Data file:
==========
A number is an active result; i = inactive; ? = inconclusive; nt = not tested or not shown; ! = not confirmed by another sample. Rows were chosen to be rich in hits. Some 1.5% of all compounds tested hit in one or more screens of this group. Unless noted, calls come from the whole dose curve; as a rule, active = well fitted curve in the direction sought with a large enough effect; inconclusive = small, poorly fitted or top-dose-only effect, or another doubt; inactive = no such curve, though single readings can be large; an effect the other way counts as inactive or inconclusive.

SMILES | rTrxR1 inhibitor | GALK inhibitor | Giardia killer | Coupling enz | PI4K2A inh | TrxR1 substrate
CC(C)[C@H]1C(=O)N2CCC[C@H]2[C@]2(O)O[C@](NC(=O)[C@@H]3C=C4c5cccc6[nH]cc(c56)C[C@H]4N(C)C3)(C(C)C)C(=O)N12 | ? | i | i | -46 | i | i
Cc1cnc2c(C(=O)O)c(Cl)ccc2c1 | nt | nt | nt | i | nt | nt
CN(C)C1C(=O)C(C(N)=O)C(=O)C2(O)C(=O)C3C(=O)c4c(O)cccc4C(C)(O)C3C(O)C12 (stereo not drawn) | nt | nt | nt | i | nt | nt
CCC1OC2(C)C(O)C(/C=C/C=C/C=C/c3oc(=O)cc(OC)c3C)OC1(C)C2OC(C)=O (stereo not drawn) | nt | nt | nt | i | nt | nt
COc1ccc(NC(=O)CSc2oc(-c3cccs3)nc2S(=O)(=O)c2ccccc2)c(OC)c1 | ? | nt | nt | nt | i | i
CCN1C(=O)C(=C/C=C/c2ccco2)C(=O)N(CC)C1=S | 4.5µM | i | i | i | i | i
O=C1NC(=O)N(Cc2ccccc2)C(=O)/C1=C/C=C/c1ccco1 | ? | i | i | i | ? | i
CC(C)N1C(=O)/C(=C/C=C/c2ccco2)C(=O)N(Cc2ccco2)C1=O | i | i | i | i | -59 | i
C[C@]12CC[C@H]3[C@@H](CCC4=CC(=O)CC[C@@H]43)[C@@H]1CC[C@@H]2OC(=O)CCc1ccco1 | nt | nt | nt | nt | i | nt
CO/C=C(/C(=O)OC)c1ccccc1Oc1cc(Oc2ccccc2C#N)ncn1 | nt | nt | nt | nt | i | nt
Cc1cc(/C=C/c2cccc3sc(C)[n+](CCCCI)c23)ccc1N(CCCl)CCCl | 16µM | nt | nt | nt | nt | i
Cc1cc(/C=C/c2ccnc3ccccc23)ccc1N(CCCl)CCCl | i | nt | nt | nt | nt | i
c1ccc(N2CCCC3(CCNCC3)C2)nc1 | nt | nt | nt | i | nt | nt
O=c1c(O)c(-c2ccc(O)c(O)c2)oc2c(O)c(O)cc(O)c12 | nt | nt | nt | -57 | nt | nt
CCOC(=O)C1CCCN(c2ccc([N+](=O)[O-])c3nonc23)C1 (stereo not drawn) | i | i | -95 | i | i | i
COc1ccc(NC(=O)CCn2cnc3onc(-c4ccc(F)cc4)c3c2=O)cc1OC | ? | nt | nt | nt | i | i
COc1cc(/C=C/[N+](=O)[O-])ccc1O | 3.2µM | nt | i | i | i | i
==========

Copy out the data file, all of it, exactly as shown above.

A number is an active result; i = inactive; ? = inconclusive; nt = not tested or not shown; ! = not confirmed by another sample. Rows were chosen to be rich in hits. Some 1.5% of all compounds tested hit in one or more screens of this group. Unless noted, calls come from the whole dose curve; as a rule, active = well fitted curve in the direction sought with a large enough effect; inconclusive = small, poorly fitted or top-dose-only effect, or another doubt; inactive = no such curve, though single readings can be large; an effect the other way counts as inactive or inconclusive.

SMILES | rTrxR1 inhibitor | GALK inhibitor | Giardia killer | Coupling enz | PI4K2A inh | TrxR1 substrate
CC(C)[C@H]1C(=O)N2CCC[C@H]2[C@]2(O)O[C@](NC(=O)[C@@H]3C=C4c5cccc6[nH]cc(c56)C[C@H]4N(C)C3)(C(C)C)C(=O)N12 | ? | i | i | -46 | i | i
Cc1cnc2c(C(=O)O)c(Cl)ccc2c1 | nt | nt | nt | i | nt | nt
CN(C)C1C(=O)C(C(N)=O)C(=O)C2(O)C(=O)C3C(=O)c4c(O)cccc4C(C)(O)C3C(O)C12 (stereo not drawn) | nt | nt | nt | i | nt | nt
CCC1OC2(C)C(O)C(/C=C/C=C/C=C/c3oc(=O)cc(OC)c3C)OC1(C)C2OC(C)=O (stereo not drawn) | nt | nt | nt | i | nt | nt
COc1ccc(NC(=O)CSc2oc(-c3cccs3)nc2S(=O)(=O)c2ccccc2)c(OC)c1 | ? | nt | nt | nt | i | i
CCN1C(=O)C(=C/C=C/c2ccco2)C(=O)N(CC)C1=S | 4.5µM | i | i | i | i | i
O=C1NC(=O)N(Cc2ccccc2)C(=O)/C1=C/C=C/c1ccco1 | ? | i | i | i | ? | i
CC(C)N1C(=O)/C(=C/C=C/c2ccco2)C(=O)N(Cc2ccco2)C1=O | i | i | i | i | -59 | i
C[C@]12CC[C@H]3[C@@H](CCC4=CC(=O)CC[C@@H]43)[C@@H]1CC[C@@H]2OC(=O)CCc1ccco1 | nt | nt | nt | nt | i | nt
CO/C=C(/C(=O)OC)c1ccccc1Oc1cc(Oc2ccccc2C#N)ncn1 | nt | nt | nt | nt | i | nt
Cc1cc(/C=C/c2cccc3sc(C)[n+](CCCCI)c23)ccc1N(CCCl)CCCl | 16µM | nt | nt | nt | nt | i
Cc1cc(/C=C/c2ccnc3ccccc23)ccc1N(CCCl)CCCl | i | nt | nt | nt | nt | i
c1ccc(N2CCCC3(CCNCC3)C2)nc1 | nt | nt | nt | i | nt | nt
O=c1c(O)c(-c2ccc(O)c(O)c2)oc2c(O)c(O)cc(O)c12 | nt | nt | nt | -57 | nt | nt
CCOC(=O)C1CCCN(c2ccc([N+](=O)[O-])c3nonc23)C1 (stereo not drawn) | i | i | -95 | i | i | i
COc1ccc(NC(=O)CCn2cnc3onc(-c4ccc(F)cc4)c3c2=O)cc1OC | ? | nt | nt | nt | i | i
COc1cc(/C=C/[N+](=O)[O-])ccc1O | 3.2µM | nt | i | i | i | i